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Whose Side are We on this Week Again?

Some months ago, there was talk of what was coined the 80% solution, whereby the US would essentially back the dominant Shiite population in suppressing the Sunni minority which makes up most of the insurgency. Then we learned by way of Sy Hersh that the Bushies' concerns had shifted to counteracting the growing influence of Iran. This new regional strategy involved supporting various Sunni fundamentalist groups. Some of them even had ties to or at least were not antipathy to Al-Qaeda.

Now we are getting the assistance of the Sunni insurgents to help root out Al-Qaeda for us. WaPo reported on this over the weekend and The NY Times followed up on it this morning. It doesn't take a rocket scientist to figure out some of the risks involved in such alliances of convenience.
[C]ritics of the strategy, including some American officers, say it could amount to the Americans’ arming both sides in a future civil war. The United States has spent more than $15 billion in building up Iraq’s army and police force, whose manpower of 350,000 is heavily Shiite. With an American troop drawdown increasingly likely in the next year, and little sign of a political accommodation between Shiite and Sunni politicians in Baghdad, the critics say, there is a risk that any weapons given to Sunni groups will eventually be used against Shiites. There is also the possibility the weapons could be used against the Americans themselves.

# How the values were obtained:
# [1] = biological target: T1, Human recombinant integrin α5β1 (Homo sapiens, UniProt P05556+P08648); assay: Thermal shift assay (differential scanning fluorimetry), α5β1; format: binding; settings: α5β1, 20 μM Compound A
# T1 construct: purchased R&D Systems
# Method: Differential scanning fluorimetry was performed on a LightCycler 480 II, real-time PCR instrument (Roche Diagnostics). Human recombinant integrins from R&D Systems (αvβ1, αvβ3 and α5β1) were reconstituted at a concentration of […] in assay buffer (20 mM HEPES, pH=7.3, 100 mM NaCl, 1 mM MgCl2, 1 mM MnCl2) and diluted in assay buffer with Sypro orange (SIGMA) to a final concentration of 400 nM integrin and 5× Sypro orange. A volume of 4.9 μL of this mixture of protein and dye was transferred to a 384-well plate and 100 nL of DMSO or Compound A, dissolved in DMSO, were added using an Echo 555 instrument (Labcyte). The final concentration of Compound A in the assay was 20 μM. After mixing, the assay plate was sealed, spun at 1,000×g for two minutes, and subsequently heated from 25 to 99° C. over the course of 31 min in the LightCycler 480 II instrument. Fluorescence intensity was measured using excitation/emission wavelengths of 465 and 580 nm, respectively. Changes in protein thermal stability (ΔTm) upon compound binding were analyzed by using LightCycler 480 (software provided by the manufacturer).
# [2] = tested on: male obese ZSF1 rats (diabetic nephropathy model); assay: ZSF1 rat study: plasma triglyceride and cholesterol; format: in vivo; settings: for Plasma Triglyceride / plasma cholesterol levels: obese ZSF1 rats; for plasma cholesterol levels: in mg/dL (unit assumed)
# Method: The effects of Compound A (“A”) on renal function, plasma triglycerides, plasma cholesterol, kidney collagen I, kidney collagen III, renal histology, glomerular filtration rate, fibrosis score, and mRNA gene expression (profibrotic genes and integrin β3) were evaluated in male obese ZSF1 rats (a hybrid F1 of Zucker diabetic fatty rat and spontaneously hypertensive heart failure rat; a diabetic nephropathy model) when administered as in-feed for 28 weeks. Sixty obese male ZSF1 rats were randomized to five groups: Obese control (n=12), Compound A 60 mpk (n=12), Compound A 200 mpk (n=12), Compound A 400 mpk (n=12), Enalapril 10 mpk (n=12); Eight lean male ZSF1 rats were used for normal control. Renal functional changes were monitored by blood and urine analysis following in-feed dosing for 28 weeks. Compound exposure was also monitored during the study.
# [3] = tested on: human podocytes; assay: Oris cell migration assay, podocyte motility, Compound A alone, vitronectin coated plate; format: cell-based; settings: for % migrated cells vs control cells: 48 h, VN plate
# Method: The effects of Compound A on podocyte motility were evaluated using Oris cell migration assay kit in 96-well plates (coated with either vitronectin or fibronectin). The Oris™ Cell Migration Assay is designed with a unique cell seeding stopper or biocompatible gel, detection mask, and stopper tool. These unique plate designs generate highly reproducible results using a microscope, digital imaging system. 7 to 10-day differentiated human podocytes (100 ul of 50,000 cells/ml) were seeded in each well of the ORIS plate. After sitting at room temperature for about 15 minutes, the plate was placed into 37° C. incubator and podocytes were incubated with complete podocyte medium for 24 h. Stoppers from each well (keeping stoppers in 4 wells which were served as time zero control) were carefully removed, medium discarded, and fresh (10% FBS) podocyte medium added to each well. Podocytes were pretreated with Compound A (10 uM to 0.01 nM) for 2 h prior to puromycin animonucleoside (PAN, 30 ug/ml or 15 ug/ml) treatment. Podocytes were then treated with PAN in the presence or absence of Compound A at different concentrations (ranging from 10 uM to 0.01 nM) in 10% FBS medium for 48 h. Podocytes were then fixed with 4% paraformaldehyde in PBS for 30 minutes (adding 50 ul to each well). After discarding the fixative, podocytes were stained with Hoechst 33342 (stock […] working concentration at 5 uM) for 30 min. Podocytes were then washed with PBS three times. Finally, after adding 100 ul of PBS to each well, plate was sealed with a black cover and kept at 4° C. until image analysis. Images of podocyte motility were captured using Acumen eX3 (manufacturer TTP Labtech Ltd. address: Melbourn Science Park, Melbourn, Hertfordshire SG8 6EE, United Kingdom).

Speaking of which. (WaPo again)
A tribal coalition formed to oppose the extremist group al-Qaeda in Iraq, a development that U.S. officials say has reduced violence in Iraq's troubled Anbar province, is beginning to splinter, according to an Anbar tribal leader and a U.S. military official familiar with tribal politics.

Throw into the mix that we are also apparently getting help from Sudan with spying on the insurgency at the same time we are condemning their actions in Darfur and it's gotten to the point that distinguishing friend from foe is enough to make one's head hurt in the attempt. Imagine how soldiers on the ground must feel.

More from Carpetbagger and Maha.

(Filed at State of the Day and Blognonymous)